Could you share an example of a hurdle or obstacle you experienced during your science journey? How did you overcome it?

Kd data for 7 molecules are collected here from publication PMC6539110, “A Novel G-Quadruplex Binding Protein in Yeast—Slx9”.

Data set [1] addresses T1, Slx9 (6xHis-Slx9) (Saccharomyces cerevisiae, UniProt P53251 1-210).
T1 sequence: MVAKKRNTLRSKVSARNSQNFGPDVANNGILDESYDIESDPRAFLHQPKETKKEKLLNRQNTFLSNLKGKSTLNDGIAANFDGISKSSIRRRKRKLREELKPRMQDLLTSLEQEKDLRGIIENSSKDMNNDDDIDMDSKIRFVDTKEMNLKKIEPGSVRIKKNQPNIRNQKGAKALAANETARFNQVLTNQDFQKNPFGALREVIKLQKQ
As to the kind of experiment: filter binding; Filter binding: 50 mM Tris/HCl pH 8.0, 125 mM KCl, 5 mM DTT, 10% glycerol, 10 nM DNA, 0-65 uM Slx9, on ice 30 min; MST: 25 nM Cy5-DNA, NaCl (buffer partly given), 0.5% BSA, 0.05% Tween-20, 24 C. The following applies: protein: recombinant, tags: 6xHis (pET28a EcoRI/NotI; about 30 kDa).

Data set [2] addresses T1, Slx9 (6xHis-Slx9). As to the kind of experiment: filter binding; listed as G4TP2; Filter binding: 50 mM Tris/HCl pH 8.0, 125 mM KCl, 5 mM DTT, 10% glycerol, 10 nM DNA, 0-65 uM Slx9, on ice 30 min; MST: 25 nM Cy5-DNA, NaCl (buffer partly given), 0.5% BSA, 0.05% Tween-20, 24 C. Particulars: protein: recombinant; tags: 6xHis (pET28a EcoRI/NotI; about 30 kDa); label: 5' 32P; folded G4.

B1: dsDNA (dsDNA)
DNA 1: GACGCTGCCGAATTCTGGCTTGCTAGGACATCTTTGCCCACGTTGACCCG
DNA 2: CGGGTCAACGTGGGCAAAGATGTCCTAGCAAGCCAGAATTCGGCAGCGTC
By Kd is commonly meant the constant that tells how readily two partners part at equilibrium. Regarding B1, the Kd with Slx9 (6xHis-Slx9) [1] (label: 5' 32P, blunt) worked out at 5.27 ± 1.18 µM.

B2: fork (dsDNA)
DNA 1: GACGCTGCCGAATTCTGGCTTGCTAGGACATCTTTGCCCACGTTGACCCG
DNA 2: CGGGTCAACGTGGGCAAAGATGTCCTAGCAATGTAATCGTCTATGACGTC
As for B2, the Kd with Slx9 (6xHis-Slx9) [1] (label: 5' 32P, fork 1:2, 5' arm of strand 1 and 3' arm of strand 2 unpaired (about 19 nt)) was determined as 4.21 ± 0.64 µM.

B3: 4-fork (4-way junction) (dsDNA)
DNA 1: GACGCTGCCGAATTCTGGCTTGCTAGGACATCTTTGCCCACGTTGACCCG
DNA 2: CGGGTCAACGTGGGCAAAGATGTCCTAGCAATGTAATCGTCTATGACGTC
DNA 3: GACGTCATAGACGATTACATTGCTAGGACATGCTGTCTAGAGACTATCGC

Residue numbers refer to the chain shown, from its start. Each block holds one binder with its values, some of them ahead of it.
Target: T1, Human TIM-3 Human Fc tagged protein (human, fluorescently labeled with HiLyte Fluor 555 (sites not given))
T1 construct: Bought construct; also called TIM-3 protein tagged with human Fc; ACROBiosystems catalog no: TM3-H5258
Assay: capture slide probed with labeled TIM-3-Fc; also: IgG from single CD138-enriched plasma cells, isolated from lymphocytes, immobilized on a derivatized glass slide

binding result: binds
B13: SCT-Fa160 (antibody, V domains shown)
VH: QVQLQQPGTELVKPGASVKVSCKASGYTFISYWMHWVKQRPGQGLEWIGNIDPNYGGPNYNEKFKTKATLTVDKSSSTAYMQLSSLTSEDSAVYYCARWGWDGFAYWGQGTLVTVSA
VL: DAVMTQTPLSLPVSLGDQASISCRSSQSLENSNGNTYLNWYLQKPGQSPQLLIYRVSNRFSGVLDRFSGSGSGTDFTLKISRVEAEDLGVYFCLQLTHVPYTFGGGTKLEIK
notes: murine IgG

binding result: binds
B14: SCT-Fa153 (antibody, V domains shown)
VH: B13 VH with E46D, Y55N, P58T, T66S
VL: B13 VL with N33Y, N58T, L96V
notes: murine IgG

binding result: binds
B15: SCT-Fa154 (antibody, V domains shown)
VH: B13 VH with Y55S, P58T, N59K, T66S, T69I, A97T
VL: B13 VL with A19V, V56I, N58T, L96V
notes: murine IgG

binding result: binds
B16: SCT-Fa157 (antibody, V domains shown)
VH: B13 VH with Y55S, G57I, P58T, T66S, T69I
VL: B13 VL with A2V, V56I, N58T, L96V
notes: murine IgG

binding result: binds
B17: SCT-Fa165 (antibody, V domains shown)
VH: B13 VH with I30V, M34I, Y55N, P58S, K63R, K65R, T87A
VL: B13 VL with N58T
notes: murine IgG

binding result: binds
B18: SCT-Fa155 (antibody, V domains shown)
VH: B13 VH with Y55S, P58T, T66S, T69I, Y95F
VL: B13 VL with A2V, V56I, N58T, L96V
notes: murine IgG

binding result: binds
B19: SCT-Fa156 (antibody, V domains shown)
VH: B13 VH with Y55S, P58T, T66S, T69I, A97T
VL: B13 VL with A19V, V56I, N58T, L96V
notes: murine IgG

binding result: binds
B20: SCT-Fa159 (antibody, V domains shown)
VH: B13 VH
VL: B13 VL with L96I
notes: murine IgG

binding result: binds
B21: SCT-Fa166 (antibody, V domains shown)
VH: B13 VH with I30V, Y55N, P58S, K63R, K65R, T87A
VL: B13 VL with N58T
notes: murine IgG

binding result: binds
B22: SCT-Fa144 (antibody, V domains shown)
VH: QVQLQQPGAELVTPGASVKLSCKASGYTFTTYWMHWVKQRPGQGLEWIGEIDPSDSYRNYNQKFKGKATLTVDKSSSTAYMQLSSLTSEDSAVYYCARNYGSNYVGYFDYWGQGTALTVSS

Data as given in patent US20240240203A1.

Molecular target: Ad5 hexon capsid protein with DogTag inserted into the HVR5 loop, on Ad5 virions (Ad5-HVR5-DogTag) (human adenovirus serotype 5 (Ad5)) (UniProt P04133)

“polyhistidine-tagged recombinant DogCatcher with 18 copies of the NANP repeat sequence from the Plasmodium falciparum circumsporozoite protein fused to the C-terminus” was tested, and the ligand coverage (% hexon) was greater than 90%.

A few hurdles I encountered were related to career path opportunities. I decided to enter the field of anthropology because of my interest in people from other cultures, but I knew from the beginning that I didn’t want a career in academia because teaching didn’t appeal to me. At the time, going the academic route was the norm, expected. I was, and still am, committed to using anthropological methods to solve practical problems despite not pursuing a career in academia. I considered working for organizations such as the United States Agency for International Development or the United Nations High Commission for Refugees, but decided that I wanted to live and work in the U.S. which is a challenge when working for these agencies. While considering these agencies, I found that my fellow graduate students with experience in agencies like these had acquired both qualitative and quantitative research skills. That motivated me to stretch beyond the traditional curriculum of cultural, linguistic, or nutritional anthropology and take courses in statistics and epidemiology. I wanted to develop those qualitative and quantitative skills and make me more marketable in non-academic settings — especially in the U.S. which had limited opportunities at the time. Doing this helped me to link cultural practices to the incidence of malnutrition and diseases such as malaria or HIV. I ended up loving these courses. Basic literacy in these subjects has served me well and paved the way for my current work.